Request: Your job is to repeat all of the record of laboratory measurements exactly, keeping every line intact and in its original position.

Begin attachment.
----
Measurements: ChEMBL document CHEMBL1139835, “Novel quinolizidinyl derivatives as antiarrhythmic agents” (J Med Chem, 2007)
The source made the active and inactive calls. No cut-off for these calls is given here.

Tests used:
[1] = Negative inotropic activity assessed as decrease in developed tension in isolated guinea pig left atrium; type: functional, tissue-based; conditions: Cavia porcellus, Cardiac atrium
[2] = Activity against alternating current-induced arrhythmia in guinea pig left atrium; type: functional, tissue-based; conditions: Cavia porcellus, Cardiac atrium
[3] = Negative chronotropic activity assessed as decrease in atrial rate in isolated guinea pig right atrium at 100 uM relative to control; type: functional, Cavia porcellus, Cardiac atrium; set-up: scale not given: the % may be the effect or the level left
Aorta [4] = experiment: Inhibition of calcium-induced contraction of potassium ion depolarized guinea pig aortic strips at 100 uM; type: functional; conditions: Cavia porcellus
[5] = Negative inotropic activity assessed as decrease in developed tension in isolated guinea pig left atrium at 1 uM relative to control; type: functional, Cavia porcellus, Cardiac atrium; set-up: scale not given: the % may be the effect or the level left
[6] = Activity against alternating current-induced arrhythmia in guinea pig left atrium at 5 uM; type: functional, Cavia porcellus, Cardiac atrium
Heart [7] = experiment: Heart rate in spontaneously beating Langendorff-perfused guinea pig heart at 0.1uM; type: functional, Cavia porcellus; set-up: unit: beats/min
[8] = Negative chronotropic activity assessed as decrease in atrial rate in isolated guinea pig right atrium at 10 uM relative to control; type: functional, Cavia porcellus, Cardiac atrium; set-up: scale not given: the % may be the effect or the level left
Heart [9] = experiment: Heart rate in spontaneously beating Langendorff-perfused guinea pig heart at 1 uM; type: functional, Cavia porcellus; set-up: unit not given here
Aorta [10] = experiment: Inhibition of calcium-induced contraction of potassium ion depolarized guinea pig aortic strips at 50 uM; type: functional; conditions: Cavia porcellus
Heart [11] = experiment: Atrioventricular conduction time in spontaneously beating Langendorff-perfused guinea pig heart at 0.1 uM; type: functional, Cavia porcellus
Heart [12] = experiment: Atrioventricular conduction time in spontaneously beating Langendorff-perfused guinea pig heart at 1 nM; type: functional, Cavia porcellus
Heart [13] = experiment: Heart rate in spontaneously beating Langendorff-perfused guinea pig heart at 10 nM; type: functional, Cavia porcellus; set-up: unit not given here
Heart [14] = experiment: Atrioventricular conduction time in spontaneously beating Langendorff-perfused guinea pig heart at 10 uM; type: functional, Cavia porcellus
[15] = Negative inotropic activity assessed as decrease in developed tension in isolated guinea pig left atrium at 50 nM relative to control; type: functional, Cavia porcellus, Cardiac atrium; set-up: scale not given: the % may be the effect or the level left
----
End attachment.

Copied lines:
Measurements: ChEMBL document CHEMBL1139835, “Novel quinolizidinyl derivatives as antiarrhythmic agents” (J Med Chem, 2007)
The source made the active and inactive calls. No cut-off for these calls is given here.

Tests used:
[1] = Negative inotropic activity assessed as decrease in developed tension in isolated guinea pig left atrium; type: functional, tissue-based; conditions: Cavia porcellus, Cardiac atrium
[2] = Activity against alternating current-induced arrhythmia in guinea pig left atrium; type: functional, tissue-based; conditions: Cavia porcellus, Cardiac atrium
[3] = Negative chronotropic activity assessed as decrease in atrial rate in isolated guinea pig right atrium at 100 uM relative to control; type: functional, Cavia porcellus, Cardiac atrium; set-up: scale not given: the % may be the effect or the level left
Aorta [4] = experiment: Inhibition of calcium-induced contraction of potassium ion depolarized guinea pig aortic strips at 100 uM; type: functional; conditions: Cavia porcellus
[5] = Negative inotropic activity assessed as decrease in developed tension in isolated guinea pig left atrium at 1 uM relative to control; type: functional, Cavia porcellus, Cardiac atrium; set-up: scale not given: the % may be the effect or the level left
[6] = Activity against alternating current-induced arrhythmia in guinea pig left atrium at 5 uM; type: functional, Cavia porcellus, Cardiac atrium
Heart [7] = experiment: Heart rate in spontaneously beating Langendorff-perfused guinea pig heart at 0.1uM; type: functional, Cavia porcellus; set-up: unit: beats/min
[8] = Negative chronotropic activity assessed as decrease in atrial rate in isolated guinea pig right atrium at 10 uM relative to control; type: functional, Cavia porcellus, Cardiac atrium; set-up: scale not given: the % may be the effect or the level left
Heart [9] = experiment: Heart rate in spontaneously beating Langendorff-perfused guinea pig heart at 1 uM; type: functional, Cavia porcellus; set-up: unit not given here
Aorta [10] = experiment: Inhibition of calcium-induced contraction of potassium ion depolarized guinea pig aortic strips at 50 uM; type: functional; conditions: Cavia porcellus
Heart [11] = experiment: Atrioventricular conduction time in spontaneously beating Langendorff-perfused guinea pig heart at 0.1 uM; type: functional, Cavia porcellus
Heart [12] = experiment: Atrioventricular conduction time in spontaneously beating Langendorff-perfused guinea pig heart at 1 nM; type: functional, Cavia porcellus
Heart [13] = experiment: Heart rate in spontaneously beating Langendorff-perfused guinea pig heart at 10 nM; type: functional, Cavia porcellus; set-up: unit not given here
Heart [14] = experiment: Atrioventricular conduction time in spontaneously beating Langendorff-perfused guinea pig heart at 10 uM; type: functional, Cavia porcellus
[15] = Negative inotropic activity assessed as decrease in developed tension in isolated guinea pig left atrium at 50 nM relative to control; type: functional, Cavia porcellus, Cardiac atrium; set-up: scale not given: the % may be the effect or the level left